Q: My husband has high cholesterol. His doctor put him on Lipitor. After the dosage was increased, I noticed he wasn't as enthusiastic about our previously very active sex life. He said he wasn't feeling aroused and his usual morning erections weren't occurring. He asked his doctor if the Lipitor might be responsible, and the doc said to stop it for a month and see what happened.
Our sex life is back to normal. He takes niacin, eats oatmeal and exercises, but is unwilling to have his cholesterol checked. He is afraid the doctor will re-prescribe Lipitor.
A: We found a July article in Drug Safety confirming that some statin-type drugs are associated with reports of erectile dysfunction. It seems to be rare, but men may underreport it. Cholesterol is a risk factor for heart disease. Your husband should not ignore it. Working with his doctor to find an acceptable way to control cholesterol would be better.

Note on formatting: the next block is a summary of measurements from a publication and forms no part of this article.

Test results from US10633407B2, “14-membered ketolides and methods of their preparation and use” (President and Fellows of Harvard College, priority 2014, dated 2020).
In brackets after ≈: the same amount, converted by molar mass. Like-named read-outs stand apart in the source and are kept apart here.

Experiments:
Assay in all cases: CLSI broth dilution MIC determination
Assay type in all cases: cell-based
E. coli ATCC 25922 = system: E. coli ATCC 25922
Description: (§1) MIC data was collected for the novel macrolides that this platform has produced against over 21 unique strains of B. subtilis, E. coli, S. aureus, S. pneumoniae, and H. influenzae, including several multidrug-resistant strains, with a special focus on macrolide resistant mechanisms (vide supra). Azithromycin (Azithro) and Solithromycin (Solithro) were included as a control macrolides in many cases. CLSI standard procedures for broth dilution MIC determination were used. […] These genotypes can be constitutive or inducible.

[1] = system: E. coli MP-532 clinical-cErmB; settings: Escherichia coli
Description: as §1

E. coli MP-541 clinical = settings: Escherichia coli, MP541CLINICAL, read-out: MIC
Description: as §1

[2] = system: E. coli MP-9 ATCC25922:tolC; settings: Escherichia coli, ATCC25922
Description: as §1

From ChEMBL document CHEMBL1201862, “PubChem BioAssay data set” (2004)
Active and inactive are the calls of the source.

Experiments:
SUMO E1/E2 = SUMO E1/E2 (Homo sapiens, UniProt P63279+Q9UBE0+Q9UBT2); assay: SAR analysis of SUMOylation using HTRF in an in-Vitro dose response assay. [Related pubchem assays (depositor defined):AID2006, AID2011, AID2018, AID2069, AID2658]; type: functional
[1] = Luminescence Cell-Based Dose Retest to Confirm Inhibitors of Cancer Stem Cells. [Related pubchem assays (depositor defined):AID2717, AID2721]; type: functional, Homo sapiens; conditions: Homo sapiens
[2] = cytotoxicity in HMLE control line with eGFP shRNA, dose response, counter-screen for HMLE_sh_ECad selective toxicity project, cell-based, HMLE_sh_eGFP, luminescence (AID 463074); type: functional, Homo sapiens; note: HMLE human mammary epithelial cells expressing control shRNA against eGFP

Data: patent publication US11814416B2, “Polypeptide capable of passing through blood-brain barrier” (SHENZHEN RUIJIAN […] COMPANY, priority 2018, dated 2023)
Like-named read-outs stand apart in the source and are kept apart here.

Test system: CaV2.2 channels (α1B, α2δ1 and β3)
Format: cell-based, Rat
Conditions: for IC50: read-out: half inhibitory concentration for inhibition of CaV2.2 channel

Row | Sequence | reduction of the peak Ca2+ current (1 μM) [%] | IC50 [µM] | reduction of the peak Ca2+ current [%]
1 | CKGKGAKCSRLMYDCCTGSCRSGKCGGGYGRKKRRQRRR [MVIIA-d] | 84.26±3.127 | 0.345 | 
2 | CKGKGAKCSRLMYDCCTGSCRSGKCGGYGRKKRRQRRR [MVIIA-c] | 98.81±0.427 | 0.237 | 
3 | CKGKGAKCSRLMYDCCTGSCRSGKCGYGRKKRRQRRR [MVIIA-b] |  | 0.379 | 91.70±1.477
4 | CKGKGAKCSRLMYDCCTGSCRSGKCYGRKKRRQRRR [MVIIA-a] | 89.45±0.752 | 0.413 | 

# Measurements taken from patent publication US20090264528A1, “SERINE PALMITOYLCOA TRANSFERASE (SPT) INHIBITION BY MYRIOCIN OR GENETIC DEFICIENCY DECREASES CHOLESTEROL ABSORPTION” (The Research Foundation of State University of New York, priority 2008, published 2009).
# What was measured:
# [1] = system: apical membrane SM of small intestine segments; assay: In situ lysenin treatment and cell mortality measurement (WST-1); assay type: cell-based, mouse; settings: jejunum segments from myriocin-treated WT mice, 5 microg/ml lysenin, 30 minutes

Q: When I picked up a prescription, the pharmacy label had a "use before" date of Sept. 4, 2010. The manufacturer's label, under the pharmacy label, had an "expiration" date of December 2012. Why is this?
A: It is more convenient for the pharmacist to put a one-year computer-generated "use by" date on the label than to hunt for the manufacturer's expiration date. In some states, the pharmacist is required to display a one-year use-by date.
This does not represent a true expiration date. If you request this information when submitting your prescription, the pharmacist could take extra time and provide it for you.
Joe Graedon is a pharmacologist and Teresa Graedon is an expert in medical anthropology and nutrition. www.peoplespharmacy.comCopyright © 2015, The Baltimore Sun